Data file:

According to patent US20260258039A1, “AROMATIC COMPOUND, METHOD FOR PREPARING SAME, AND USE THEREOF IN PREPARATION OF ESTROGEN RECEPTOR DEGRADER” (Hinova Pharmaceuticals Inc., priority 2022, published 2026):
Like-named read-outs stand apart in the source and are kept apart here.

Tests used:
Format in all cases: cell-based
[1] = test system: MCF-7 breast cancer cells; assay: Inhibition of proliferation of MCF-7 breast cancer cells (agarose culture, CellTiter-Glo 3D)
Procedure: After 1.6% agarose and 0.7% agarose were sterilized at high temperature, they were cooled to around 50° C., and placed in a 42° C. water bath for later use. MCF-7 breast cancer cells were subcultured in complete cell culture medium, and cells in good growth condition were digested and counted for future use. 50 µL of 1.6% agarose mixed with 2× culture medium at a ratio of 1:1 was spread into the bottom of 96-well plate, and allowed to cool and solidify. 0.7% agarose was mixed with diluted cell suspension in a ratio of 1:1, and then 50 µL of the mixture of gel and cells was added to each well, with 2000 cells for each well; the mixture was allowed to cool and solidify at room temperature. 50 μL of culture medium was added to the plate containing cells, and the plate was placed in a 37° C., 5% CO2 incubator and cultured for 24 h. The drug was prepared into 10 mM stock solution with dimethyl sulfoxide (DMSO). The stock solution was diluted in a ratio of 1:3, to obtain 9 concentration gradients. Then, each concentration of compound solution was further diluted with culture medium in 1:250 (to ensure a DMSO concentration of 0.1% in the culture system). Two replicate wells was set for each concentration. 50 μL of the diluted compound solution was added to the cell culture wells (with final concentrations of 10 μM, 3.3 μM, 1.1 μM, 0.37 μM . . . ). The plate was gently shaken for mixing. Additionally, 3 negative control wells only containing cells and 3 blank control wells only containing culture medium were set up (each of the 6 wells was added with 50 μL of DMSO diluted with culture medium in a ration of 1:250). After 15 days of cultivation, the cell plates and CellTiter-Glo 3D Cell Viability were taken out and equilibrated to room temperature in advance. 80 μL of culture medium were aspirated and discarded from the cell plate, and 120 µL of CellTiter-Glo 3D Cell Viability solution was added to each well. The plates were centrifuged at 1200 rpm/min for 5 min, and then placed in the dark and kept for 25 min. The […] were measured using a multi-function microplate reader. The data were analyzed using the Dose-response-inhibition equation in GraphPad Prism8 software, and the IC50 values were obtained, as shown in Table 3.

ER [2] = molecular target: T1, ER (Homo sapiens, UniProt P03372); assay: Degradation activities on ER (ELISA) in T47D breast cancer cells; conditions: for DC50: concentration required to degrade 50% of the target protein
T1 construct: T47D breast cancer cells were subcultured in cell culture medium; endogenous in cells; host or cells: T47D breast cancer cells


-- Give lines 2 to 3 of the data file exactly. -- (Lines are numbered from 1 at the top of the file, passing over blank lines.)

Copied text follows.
Like-named read-outs stand apart in the source and are kept apart here.

Tests used: